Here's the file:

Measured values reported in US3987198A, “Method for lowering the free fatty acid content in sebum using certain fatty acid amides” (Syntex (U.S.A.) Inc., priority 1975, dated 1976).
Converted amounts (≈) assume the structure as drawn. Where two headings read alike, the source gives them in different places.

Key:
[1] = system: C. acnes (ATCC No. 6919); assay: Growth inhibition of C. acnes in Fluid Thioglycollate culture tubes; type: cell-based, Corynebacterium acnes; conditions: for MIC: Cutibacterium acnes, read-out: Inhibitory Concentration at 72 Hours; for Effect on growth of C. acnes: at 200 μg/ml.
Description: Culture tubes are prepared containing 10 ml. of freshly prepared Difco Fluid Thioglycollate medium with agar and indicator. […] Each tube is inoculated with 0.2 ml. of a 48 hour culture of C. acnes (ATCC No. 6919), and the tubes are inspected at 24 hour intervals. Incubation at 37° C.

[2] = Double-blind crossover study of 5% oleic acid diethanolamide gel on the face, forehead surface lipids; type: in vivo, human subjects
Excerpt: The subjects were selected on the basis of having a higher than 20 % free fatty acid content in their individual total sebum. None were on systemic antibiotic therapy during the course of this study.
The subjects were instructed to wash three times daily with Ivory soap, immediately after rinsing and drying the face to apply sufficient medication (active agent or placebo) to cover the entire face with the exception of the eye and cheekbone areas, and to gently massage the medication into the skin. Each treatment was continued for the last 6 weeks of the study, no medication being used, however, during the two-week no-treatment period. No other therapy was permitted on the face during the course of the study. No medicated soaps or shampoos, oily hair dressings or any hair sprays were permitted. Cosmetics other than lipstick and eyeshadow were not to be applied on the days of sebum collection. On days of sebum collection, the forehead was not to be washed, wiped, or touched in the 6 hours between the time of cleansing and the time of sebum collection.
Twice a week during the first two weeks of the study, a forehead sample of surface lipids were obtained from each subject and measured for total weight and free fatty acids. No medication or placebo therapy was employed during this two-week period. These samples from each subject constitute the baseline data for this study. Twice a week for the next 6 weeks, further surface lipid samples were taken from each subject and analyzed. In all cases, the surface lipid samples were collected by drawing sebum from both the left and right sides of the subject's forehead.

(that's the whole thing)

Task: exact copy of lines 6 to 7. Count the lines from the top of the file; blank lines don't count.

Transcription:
[2] = Double-blind crossover study of 5% oleic acid diethanolamide gel on the face, forehead surface lipids; type: in vivo, human subjects
Excerpt: The subjects were selected on the basis of having a higher than 20 % free fatty acid content in their individual total sebum. None were on systemic antibiotic therapy during the course of this study.